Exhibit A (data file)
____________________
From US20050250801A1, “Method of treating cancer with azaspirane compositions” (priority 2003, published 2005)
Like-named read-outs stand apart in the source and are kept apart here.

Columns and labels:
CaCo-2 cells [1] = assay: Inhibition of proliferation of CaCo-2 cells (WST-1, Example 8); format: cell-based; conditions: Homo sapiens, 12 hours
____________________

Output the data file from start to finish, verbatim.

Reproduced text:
From US20050250801A1, “Method of treating cancer with azaspirane compositions” (priority 2003, published 2005)
Like-named read-outs stand apart in the source and are kept apart here.

Columns and labels:
CaCo-2 cells [1] = assay: Inhibition of proliferation of CaCo-2 cells (WST-1, Example 8); format: cell-based; conditions: Homo sapiens, 12 hours